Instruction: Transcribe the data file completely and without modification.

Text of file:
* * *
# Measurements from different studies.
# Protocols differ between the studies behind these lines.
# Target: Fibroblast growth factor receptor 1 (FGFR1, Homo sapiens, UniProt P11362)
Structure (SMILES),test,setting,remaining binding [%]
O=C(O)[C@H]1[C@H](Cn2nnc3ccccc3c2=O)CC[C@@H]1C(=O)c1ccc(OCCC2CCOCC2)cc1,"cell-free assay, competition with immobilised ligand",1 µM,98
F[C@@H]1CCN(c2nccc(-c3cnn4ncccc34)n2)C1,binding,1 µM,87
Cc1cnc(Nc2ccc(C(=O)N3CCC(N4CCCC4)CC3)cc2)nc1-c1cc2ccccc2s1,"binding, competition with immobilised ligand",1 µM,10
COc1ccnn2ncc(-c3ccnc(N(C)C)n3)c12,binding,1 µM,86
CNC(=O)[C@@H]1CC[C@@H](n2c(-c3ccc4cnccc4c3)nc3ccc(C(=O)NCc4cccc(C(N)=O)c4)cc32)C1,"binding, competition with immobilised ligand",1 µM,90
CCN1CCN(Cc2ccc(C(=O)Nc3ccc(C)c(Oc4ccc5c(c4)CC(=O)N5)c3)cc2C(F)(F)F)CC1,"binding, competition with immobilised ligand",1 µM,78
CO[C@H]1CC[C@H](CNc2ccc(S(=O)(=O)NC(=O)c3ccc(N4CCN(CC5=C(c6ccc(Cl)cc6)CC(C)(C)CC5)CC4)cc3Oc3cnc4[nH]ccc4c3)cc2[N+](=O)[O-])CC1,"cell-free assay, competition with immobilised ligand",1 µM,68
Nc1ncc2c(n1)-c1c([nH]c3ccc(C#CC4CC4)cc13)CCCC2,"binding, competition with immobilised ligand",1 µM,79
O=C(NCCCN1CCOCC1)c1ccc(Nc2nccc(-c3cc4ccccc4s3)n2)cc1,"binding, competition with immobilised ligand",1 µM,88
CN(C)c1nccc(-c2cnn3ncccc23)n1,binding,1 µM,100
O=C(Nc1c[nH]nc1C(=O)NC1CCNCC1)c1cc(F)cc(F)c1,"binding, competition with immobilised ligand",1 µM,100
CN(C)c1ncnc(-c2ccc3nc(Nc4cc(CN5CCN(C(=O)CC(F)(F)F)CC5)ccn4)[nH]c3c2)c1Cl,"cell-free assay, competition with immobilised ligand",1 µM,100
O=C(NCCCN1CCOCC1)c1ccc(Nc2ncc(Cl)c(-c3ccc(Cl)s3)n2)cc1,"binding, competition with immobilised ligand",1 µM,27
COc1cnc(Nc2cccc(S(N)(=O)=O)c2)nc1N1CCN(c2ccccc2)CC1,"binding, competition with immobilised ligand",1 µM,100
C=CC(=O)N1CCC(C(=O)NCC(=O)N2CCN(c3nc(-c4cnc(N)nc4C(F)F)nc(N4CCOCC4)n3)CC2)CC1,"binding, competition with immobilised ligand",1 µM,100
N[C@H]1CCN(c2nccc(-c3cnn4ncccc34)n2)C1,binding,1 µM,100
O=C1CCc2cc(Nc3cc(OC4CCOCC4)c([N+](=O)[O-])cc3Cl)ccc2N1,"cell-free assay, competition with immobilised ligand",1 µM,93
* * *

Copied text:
# Measurements from different studies.
# Protocols differ between the studies behind these lines.
# Target: Fibroblast growth factor receptor 1 (FGFR1, Homo sapiens, UniProt P11362)
Structure (SMILES),test,setting,remaining binding [%]
O=C(O)[C@H]1[C@H](Cn2nnc3ccccc3c2=O)CC[C@@H]1C(=O)c1ccc(OCCC2CCOCC2)cc1,"cell-free assay, competition with immobilised ligand",1 µM,98
F[C@@H]1CCN(c2nccc(-c3cnn4ncccc34)n2)C1,binding,1 µM,87
Cc1cnc(Nc2ccc(C(=O)N3CCC(N4CCCC4)CC3)cc2)nc1-c1cc2ccccc2s1,"binding, competition with immobilised ligand",1 µM,10
COc1ccnn2ncc(-c3ccnc(N(C)C)n3)c12,binding,1 µM,86
CNC(=O)[C@@H]1CC[C@@H](n2c(-c3ccc4cnccc4c3)nc3ccc(C(=O)NCc4cccc(C(N)=O)c4)cc32)C1,"binding, competition with immobilised ligand",1 µM,90
CCN1CCN(Cc2ccc(C(=O)Nc3ccc(C)c(Oc4ccc5c(c4)CC(=O)N5)c3)cc2C(F)(F)F)CC1,"binding, competition with immobilised ligand",1 µM,78
CO[C@H]1CC[C@H](CNc2ccc(S(=O)(=O)NC(=O)c3ccc(N4CCN(CC5=C(c6ccc(Cl)cc6)CC(C)(C)CC5)CC4)cc3Oc3cnc4[nH]ccc4c3)cc2[N+](=O)[O-])CC1,"cell-free assay, competition with immobilised ligand",1 µM,68
Nc1ncc2c(n1)-c1c([nH]c3ccc(C#CC4CC4)cc13)CCCC2,"binding, competition with immobilised ligand",1 µM,79
O=C(NCCCN1CCOCC1)c1ccc(Nc2nccc(-c3cc4ccccc4s3)n2)cc1,"binding, competition with immobilised ligand",1 µM,88
CN(C)c1nccc(-c2cnn3ncccc23)n1,binding,1 µM,100
O=C(Nc1c[nH]nc1C(=O)NC1CCNCC1)c1cc(F)cc(F)c1,"binding, competition with immobilised ligand",1 µM,100
CN(C)c1ncnc(-c2ccc3nc(Nc4cc(CN5CCN(C(=O)CC(F)(F)F)CC5)ccn4)[nH]c3c2)c1Cl,"cell-free assay, competition with immobilised ligand",1 µM,100
O=C(NCCCN1CCOCC1)c1ccc(Nc2ncc(Cl)c(-c3ccc(Cl)s3)n2)cc1,"binding, competition with immobilised ligand",1 µM,27
COc1cnc(Nc2cccc(S(N)(=O)=O)c2)nc1N1CCN(c2ccccc2)CC1,"binding, competition with immobilised ligand",1 µM,100
C=CC(=O)N1CCC(C(=O)NCC(=O)N2CCN(c3nc(-c4cnc(N)nc4C(F)F)nc(N4CCOCC4)n3)CC2)CC1,"binding, competition with immobilised ligand",1 µM,100
N[C@H]1CCN(c2nccc(-c3cnn4ncccc34)n2)C1,binding,1 µM,100
O=C1CCc2cc(Nc3cc(OC4CCOCC4)c([N+](=O)[O-])cc3Cl)ccc2N1,"cell-free assay, competition with immobilised ligand",1 µM,93